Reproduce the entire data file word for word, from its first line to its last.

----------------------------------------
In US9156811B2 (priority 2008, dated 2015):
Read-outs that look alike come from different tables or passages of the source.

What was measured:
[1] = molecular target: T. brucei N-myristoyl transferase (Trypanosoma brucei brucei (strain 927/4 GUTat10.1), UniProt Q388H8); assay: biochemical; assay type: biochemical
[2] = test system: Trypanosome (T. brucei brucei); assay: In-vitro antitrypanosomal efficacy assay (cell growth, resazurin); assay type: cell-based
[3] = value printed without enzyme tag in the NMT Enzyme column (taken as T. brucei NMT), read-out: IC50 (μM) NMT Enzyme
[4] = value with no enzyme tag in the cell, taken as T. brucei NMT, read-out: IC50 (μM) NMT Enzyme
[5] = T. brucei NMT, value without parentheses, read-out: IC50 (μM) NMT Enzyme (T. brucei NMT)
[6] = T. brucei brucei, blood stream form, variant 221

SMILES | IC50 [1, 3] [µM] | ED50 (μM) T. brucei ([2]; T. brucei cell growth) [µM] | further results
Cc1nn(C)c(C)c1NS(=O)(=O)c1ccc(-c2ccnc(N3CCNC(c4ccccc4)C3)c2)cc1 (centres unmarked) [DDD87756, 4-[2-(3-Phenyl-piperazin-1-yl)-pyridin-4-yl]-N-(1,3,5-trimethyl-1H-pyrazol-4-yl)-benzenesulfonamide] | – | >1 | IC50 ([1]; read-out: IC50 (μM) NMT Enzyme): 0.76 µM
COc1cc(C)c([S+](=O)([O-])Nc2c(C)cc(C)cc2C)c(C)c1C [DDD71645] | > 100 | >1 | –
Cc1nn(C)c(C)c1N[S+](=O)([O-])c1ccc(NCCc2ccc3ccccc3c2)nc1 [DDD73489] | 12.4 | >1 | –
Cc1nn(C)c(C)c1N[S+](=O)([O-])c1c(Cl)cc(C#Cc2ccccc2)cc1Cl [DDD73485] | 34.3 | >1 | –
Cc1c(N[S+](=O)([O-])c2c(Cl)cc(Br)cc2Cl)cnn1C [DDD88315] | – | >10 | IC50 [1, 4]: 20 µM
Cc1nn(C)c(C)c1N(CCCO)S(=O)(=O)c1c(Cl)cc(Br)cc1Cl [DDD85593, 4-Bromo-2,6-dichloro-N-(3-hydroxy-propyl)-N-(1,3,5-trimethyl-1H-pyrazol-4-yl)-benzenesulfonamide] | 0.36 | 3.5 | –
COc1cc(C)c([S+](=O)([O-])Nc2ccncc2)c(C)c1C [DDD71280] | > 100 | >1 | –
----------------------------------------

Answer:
In US9156811B2 (priority 2008, dated 2015):
Read-outs that look alike come from different tables or passages of the source.

What was measured:
[1] = molecular target: T. brucei N-myristoyl transferase (Trypanosoma brucei brucei (strain 927/4 GUTat10.1), UniProt Q388H8); assay: biochemical; assay type: biochemical
[2] = test system: Trypanosome (T. brucei brucei); assay: In-vitro antitrypanosomal efficacy assay (cell growth, resazurin); assay type: cell-based
[3] = value printed without enzyme tag in the NMT Enzyme column (taken as T. brucei NMT), read-out: IC50 (μM) NMT Enzyme
[4] = value with no enzyme tag in the cell, taken as T. brucei NMT, read-out: IC50 (μM) NMT Enzyme
[5] = T. brucei NMT, value without parentheses, read-out: IC50 (μM) NMT Enzyme (T. brucei NMT)
[6] = T. brucei brucei, blood stream form, variant 221

SMILES | IC50 [1, 3] [µM] | ED50 (μM) T. brucei ([2]; T. brucei cell growth) [µM] | further results
Cc1nn(C)c(C)c1NS(=O)(=O)c1ccc(-c2ccnc(N3CCNC(c4ccccc4)C3)c2)cc1 (centres unmarked) [DDD87756, 4-[2-(3-Phenyl-piperazin-1-yl)-pyridin-4-yl]-N-(1,3,5-trimethyl-1H-pyrazol-4-yl)-benzenesulfonamide] | – | >1 | IC50 ([1]; read-out: IC50 (μM) NMT Enzyme): 0.76 µM
COc1cc(C)c([S+](=O)([O-])Nc2c(C)cc(C)cc2C)c(C)c1C [DDD71645] | > 100 | >1 | –
Cc1nn(C)c(C)c1N[S+](=O)([O-])c1ccc(NCCc2ccc3ccccc3c2)nc1 [DDD73489] | 12.4 | >1 | –
Cc1nn(C)c(C)c1N[S+](=O)([O-])c1c(Cl)cc(C#Cc2ccccc2)cc1Cl [DDD73485] | 34.3 | >1 | –
Cc1c(N[S+](=O)([O-])c2c(Cl)cc(Br)cc2Cl)cnn1C [DDD88315] | – | >10 | IC50 [1, 4]: 20 µM
Cc1nn(C)c(C)c1N(CCCO)S(=O)(=O)c1c(Cl)cc(Br)cc1Cl [DDD85593, 4-Bromo-2,6-dichloro-N-(3-hydroxy-propyl)-N-(1,3,5-trimethyl-1H-pyrazol-4-yl)-benzenesulfonamide] | 0.36 | 3.5 | –
COc1cc(C)c([S+](=O)([O-])Nc2ccncc2)c(C)c1C [DDD71280] | > 100 | >1 | –